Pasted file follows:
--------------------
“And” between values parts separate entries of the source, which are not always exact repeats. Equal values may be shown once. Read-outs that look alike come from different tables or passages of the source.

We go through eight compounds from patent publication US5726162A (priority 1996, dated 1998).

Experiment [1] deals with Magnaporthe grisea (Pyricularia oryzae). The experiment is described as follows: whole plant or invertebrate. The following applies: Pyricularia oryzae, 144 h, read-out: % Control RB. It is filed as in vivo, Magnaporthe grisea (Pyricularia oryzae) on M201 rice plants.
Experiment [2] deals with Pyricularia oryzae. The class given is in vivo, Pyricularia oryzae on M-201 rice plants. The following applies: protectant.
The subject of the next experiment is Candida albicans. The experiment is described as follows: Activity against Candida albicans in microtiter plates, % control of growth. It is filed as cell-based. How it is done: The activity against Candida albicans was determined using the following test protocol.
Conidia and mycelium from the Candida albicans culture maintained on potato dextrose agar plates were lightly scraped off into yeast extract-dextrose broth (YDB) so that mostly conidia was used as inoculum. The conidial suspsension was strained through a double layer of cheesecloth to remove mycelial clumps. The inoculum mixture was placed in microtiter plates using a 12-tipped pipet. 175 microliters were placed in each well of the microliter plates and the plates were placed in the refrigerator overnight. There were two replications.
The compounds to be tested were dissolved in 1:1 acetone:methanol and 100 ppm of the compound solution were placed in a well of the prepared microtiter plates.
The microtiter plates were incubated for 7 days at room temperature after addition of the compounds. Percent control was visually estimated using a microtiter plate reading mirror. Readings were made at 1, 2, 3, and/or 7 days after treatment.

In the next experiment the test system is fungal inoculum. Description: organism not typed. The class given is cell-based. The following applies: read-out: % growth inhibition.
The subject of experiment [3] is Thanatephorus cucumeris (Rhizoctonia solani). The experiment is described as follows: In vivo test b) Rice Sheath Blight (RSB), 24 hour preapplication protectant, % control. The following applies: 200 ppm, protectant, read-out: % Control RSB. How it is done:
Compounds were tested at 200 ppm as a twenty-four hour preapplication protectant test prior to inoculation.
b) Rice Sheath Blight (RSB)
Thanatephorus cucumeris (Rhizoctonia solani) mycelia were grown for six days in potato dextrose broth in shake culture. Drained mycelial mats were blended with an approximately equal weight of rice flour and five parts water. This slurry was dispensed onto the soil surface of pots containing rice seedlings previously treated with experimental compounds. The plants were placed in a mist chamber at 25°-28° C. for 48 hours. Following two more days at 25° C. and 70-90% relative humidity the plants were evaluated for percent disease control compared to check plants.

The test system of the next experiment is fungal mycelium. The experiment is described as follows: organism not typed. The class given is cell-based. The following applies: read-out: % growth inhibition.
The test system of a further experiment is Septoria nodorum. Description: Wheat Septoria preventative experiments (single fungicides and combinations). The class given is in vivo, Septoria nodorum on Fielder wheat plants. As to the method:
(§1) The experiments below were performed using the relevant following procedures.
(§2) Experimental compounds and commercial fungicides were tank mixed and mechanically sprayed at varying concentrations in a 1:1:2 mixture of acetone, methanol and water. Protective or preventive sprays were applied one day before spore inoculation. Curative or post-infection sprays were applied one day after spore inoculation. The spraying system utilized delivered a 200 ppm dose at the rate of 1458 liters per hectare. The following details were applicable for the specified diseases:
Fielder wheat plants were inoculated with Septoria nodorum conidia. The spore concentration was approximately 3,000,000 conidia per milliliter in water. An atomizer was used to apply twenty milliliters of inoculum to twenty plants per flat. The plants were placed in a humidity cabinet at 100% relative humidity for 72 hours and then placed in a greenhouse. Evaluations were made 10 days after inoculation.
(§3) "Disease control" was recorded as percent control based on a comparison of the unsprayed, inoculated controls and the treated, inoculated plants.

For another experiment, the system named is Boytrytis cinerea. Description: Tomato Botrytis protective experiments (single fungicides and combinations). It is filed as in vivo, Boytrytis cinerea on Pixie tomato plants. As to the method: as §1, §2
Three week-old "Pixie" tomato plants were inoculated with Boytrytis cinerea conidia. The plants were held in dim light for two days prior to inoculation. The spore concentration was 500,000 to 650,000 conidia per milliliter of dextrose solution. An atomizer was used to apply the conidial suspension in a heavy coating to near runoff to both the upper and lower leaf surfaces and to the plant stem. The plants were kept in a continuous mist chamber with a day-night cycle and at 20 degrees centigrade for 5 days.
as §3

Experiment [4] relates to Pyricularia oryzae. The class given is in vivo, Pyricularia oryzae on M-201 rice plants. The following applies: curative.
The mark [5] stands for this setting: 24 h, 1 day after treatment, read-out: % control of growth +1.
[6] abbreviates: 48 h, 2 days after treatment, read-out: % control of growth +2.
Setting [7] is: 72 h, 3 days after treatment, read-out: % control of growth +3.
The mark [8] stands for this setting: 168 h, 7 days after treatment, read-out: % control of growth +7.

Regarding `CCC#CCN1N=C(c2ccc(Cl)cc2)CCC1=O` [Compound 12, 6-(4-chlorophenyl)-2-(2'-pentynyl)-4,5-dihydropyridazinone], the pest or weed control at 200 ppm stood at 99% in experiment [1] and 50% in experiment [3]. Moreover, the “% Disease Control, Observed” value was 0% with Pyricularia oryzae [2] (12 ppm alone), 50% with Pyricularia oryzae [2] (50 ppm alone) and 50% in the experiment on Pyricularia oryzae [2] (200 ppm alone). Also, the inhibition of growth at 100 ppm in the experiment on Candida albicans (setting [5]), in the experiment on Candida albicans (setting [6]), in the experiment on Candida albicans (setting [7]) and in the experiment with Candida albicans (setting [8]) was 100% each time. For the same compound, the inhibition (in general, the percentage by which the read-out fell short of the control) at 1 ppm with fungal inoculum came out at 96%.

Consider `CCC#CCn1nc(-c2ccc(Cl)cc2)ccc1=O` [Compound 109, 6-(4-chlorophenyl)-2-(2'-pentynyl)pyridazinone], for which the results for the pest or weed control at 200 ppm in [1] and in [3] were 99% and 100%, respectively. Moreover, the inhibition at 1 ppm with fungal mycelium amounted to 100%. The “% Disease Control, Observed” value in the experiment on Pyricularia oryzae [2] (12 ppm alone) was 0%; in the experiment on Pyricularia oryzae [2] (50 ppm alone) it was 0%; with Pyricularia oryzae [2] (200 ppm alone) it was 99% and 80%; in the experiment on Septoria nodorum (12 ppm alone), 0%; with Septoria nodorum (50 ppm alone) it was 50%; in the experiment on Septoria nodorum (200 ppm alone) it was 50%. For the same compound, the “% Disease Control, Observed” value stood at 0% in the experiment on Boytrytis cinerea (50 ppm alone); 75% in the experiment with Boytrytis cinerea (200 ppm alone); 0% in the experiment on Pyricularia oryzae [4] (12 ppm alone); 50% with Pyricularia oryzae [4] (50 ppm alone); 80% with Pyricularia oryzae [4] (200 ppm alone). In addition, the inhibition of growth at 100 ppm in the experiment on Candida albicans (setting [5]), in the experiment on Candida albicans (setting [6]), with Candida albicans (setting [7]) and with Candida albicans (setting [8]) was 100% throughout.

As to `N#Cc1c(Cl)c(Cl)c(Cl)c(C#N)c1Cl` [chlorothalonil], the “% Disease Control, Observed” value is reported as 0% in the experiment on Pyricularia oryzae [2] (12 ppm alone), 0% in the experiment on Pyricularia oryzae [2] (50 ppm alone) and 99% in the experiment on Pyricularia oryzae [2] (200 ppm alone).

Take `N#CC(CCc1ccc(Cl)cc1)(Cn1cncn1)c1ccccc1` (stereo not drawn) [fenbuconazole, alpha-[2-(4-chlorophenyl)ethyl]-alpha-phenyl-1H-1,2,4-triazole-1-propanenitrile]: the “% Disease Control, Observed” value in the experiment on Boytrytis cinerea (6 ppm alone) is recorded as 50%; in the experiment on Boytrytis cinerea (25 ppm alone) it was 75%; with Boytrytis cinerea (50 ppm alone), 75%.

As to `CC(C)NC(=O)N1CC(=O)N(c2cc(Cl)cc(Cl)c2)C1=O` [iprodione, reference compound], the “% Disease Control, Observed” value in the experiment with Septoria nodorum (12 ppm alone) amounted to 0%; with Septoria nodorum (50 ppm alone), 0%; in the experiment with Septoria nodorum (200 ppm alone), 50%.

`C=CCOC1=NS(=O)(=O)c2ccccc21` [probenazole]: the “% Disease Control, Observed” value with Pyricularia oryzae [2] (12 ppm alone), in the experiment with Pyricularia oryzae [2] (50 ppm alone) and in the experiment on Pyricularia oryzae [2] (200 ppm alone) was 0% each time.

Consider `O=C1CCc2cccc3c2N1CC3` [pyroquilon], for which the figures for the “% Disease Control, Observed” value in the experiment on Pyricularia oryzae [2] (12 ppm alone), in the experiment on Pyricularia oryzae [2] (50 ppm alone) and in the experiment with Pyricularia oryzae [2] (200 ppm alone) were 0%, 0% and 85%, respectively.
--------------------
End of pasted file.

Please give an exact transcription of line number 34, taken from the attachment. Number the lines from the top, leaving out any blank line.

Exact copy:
Consider `O=C1CCc2cccc3c2N1CC3` [pyroquilon], for which the figures for the “% Disease Control, Observed” value in the experiment on Pyricularia oryzae [2] (12 ppm alone), in the experiment on Pyricularia oryzae [2] (50 ppm alone) and in the experiment with Pyricularia oryzae [2] (200 ppm alone) were 0%, 0% and 85%, respectively.